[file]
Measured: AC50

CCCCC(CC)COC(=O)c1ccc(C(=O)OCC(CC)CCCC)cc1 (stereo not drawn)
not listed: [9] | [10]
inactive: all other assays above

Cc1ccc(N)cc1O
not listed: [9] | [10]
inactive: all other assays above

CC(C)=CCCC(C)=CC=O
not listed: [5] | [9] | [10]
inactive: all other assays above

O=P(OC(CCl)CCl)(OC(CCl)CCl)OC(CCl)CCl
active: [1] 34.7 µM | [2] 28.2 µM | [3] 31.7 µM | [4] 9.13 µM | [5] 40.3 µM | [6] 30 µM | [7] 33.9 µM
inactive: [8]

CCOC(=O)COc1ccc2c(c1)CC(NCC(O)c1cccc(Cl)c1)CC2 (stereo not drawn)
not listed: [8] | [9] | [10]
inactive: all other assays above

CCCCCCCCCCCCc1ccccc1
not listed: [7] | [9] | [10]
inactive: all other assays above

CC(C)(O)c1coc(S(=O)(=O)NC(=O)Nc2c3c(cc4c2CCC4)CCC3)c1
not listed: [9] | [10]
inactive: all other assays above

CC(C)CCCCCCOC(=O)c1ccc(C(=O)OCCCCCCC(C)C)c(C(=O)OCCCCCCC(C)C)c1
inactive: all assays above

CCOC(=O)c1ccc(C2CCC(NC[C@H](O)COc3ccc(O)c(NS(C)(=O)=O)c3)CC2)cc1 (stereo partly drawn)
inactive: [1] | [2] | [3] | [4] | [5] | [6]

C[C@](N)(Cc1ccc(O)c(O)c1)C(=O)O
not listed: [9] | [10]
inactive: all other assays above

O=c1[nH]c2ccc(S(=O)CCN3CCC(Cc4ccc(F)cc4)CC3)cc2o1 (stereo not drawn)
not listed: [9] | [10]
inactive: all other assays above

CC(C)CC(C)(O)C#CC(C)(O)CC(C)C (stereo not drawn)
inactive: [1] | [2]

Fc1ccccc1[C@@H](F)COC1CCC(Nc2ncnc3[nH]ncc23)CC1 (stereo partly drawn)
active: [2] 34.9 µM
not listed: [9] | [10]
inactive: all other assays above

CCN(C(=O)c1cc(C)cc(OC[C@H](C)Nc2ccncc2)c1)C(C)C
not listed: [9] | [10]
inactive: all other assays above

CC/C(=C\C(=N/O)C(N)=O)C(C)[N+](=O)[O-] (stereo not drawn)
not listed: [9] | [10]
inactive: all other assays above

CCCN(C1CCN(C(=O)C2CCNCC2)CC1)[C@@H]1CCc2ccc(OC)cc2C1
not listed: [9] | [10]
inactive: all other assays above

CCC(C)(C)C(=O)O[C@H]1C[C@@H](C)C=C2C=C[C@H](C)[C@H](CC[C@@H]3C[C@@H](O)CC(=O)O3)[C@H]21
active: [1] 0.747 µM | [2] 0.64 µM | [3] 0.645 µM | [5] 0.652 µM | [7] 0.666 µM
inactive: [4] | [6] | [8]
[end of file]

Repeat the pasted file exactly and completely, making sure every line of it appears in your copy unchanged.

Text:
Measured: AC50

CCCCC(CC)COC(=O)c1ccc(C(=O)OCC(CC)CCCC)cc1 (stereo not drawn)
not listed: [9] | [10]
inactive: all other assays above

Cc1ccc(N)cc1O
not listed: [9] | [10]
inactive: all other assays above

CC(C)=CCCC(C)=CC=O
not listed: [5] | [9] | [10]
inactive: all other assays above

O=P(OC(CCl)CCl)(OC(CCl)CCl)OC(CCl)CCl
active: [1] 34.7 µM | [2] 28.2 µM | [3] 31.7 µM | [4] 9.13 µM | [5] 40.3 µM | [6] 30 µM | [7] 33.9 µM
inactive: [8]

CCOC(=O)COc1ccc2c(c1)CC(NCC(O)c1cccc(Cl)c1)CC2 (stereo not drawn)
not listed: [8] | [9] | [10]
inactive: all other assays above

CCCCCCCCCCCCc1ccccc1
not listed: [7] | [9] | [10]
inactive: all other assays above

CC(C)(O)c1coc(S(=O)(=O)NC(=O)Nc2c3c(cc4c2CCC4)CCC3)c1
not listed: [9] | [10]
inactive: all other assays above

CC(C)CCCCCCOC(=O)c1ccc(C(=O)OCCCCCCC(C)C)c(C(=O)OCCCCCCC(C)C)c1
inactive: all assays above

CCOC(=O)c1ccc(C2CCC(NC[C@H](O)COc3ccc(O)c(NS(C)(=O)=O)c3)CC2)cc1 (stereo partly drawn)
inactive: [1] | [2] | [3] | [4] | [5] | [6]

C[C@](N)(Cc1ccc(O)c(O)c1)C(=O)O
not listed: [9] | [10]
inactive: all other assays above

O=c1[nH]c2ccc(S(=O)CCN3CCC(Cc4ccc(F)cc4)CC3)cc2o1 (stereo not drawn)
not listed: [9] | [10]
inactive: all other assays above

CC(C)CC(C)(O)C#CC(C)(O)CC(C)C (stereo not drawn)
inactive: [1] | [2]

Fc1ccccc1[C@@H](F)COC1CCC(Nc2ncnc3[nH]ncc23)CC1 (stereo partly drawn)
active: [2] 34.9 µM
not listed: [9] | [10]
inactive: all other assays above

CCN(C(=O)c1cc(C)cc(OC[C@H](C)Nc2ccncc2)c1)C(C)C
not listed: [9] | [10]
inactive: all other assays above

CC/C(=C\C(=N/O)C(N)=O)C(C)[N+](=O)[O-] (stereo not drawn)
not listed: [9] | [10]
inactive: all other assays above

CCCN(C1CCN(C(=O)C2CCNCC2)CC1)[C@@H]1CCc2ccc(OC)cc2C1
not listed: [9] | [10]
inactive: all other assays above

CCC(C)(C)C(=O)O[C@H]1C[C@@H](C)C=C2C=C[C@H](C)[C@H](CC[C@@H]3C[C@@H](O)CC(=O)O3)[C@H]21
active: [1] 0.747 µM | [2] 0.64 µM | [3] 0.645 µM | [5] 0.652 µM | [7] 0.666 µM
inactive: [4] | [6] | [8]